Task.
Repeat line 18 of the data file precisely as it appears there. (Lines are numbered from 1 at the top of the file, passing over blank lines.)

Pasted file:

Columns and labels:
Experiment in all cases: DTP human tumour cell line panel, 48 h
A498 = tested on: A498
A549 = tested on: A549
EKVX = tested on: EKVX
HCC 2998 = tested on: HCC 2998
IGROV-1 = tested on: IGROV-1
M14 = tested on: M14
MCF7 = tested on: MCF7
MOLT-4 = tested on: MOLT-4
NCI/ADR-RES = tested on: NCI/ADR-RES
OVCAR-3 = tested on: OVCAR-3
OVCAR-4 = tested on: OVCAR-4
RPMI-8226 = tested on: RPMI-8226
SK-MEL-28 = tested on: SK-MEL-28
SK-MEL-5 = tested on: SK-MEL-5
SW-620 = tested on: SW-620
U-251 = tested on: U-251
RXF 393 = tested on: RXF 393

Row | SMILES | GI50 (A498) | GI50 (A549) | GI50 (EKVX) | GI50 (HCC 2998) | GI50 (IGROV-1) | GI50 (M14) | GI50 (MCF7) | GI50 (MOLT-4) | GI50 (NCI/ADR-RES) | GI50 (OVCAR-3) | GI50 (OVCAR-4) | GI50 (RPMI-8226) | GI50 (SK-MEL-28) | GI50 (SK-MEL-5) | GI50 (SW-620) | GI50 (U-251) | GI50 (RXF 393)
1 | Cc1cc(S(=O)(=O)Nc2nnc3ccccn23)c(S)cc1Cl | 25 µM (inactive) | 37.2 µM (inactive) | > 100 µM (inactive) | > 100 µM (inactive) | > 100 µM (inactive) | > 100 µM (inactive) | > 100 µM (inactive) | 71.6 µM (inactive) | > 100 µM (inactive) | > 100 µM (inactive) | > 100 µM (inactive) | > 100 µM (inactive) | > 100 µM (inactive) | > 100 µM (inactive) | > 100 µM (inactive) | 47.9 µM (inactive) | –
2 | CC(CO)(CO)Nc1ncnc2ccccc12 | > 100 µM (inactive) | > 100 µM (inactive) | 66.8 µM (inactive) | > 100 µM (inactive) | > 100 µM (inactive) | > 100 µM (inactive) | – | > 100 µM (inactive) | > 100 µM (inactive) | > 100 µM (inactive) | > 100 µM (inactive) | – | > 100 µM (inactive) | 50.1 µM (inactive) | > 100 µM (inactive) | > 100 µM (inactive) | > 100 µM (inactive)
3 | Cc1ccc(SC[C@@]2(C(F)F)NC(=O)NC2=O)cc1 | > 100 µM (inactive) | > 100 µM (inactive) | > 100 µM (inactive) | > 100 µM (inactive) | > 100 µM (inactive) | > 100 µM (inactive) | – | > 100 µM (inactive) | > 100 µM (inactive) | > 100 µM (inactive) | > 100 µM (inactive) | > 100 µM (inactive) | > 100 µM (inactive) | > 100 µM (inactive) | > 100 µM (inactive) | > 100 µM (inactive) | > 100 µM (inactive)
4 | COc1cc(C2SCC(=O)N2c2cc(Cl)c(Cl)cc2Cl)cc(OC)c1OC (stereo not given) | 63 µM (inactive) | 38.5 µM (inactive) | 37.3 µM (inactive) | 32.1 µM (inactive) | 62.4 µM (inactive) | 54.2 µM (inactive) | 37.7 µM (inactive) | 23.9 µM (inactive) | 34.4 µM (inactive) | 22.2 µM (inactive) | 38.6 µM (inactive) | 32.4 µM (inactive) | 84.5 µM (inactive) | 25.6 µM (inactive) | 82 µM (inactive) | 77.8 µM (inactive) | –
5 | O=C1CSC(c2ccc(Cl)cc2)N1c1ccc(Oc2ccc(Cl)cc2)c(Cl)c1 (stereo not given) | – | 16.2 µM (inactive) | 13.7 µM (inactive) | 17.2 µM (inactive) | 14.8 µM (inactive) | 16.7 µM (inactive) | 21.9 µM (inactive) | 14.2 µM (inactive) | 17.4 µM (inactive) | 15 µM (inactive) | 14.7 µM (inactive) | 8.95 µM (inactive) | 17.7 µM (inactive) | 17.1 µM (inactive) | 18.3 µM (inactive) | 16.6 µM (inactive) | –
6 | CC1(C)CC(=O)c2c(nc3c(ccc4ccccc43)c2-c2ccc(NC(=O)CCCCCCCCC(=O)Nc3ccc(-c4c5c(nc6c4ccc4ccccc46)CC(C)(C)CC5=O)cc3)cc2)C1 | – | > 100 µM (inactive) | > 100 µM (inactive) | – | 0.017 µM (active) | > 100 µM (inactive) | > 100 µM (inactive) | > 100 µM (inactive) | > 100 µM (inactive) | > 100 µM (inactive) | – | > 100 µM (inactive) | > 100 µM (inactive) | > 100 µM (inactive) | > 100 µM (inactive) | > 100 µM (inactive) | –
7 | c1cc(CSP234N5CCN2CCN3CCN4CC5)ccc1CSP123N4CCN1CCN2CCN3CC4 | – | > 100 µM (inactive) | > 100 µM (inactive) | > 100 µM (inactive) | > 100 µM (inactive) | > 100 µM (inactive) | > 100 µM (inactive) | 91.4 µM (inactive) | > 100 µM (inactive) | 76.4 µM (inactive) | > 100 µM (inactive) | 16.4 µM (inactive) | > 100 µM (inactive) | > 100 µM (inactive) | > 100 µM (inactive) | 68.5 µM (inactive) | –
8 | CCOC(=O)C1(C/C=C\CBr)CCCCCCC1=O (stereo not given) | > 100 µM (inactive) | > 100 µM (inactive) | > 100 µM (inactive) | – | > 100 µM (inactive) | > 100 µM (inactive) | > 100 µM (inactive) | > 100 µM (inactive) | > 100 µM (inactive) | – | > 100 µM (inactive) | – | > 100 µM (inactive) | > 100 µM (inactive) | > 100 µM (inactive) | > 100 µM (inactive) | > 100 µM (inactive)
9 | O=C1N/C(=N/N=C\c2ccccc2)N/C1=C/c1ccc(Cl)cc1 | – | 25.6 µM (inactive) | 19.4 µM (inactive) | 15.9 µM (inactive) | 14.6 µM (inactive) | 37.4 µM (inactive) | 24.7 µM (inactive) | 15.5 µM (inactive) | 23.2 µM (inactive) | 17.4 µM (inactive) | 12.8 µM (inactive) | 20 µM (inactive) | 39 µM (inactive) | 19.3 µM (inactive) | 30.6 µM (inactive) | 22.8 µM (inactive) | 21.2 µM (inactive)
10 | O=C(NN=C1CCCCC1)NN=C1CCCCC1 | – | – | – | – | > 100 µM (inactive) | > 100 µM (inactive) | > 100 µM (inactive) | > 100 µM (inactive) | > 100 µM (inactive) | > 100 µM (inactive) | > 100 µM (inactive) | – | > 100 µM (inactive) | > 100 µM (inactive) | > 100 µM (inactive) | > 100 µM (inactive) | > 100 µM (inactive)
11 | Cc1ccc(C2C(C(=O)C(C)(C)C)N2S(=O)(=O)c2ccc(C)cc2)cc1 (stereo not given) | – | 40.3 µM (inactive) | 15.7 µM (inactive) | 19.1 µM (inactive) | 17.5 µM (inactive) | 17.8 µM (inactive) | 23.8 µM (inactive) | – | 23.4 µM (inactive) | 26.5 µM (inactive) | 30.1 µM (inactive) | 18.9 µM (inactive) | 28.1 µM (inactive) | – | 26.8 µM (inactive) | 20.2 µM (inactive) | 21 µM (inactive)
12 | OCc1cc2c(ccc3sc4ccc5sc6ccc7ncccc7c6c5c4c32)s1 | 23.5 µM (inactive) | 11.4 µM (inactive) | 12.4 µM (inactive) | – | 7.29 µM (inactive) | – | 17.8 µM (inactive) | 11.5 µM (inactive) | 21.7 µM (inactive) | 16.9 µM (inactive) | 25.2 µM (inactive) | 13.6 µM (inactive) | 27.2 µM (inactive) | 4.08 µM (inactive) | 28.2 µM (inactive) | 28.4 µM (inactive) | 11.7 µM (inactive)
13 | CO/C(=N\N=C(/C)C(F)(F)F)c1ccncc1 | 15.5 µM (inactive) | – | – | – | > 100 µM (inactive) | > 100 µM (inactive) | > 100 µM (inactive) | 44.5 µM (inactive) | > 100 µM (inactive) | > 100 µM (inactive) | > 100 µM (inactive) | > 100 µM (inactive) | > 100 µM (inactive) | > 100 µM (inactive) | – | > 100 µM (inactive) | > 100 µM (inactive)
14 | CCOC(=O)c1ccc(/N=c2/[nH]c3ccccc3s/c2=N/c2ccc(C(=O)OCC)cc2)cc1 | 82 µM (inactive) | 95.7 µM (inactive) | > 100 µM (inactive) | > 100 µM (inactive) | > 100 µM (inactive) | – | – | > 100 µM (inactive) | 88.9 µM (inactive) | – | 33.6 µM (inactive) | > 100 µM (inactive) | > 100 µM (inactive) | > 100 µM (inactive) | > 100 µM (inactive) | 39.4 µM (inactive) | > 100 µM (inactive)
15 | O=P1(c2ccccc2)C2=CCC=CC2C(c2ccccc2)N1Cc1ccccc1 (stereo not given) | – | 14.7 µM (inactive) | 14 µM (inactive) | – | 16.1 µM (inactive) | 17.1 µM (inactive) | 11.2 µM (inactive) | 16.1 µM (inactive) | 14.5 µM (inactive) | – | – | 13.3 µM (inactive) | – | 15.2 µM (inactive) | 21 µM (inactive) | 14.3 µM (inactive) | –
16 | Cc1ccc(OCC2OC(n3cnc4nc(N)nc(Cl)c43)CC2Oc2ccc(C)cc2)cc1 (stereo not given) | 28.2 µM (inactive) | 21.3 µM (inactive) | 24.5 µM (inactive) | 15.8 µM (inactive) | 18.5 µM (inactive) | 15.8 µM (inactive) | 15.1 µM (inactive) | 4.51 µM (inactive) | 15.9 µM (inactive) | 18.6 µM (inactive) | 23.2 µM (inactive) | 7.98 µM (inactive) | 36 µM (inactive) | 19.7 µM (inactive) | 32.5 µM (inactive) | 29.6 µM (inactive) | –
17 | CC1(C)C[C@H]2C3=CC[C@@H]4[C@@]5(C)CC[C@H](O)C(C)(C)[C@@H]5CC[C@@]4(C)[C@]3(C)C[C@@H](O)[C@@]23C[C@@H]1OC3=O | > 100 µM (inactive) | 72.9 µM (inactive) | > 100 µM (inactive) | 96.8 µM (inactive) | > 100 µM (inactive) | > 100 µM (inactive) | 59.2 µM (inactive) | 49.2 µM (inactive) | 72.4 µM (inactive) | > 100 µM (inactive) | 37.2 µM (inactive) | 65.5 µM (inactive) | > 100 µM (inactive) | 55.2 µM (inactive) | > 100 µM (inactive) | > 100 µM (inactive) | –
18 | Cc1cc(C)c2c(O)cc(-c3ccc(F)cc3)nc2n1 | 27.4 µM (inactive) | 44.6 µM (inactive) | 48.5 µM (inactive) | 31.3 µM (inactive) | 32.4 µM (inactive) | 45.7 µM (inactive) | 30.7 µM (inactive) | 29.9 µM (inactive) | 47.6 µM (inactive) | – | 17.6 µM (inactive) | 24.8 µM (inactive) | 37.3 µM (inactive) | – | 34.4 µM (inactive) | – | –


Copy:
U-251 = tested on: U-251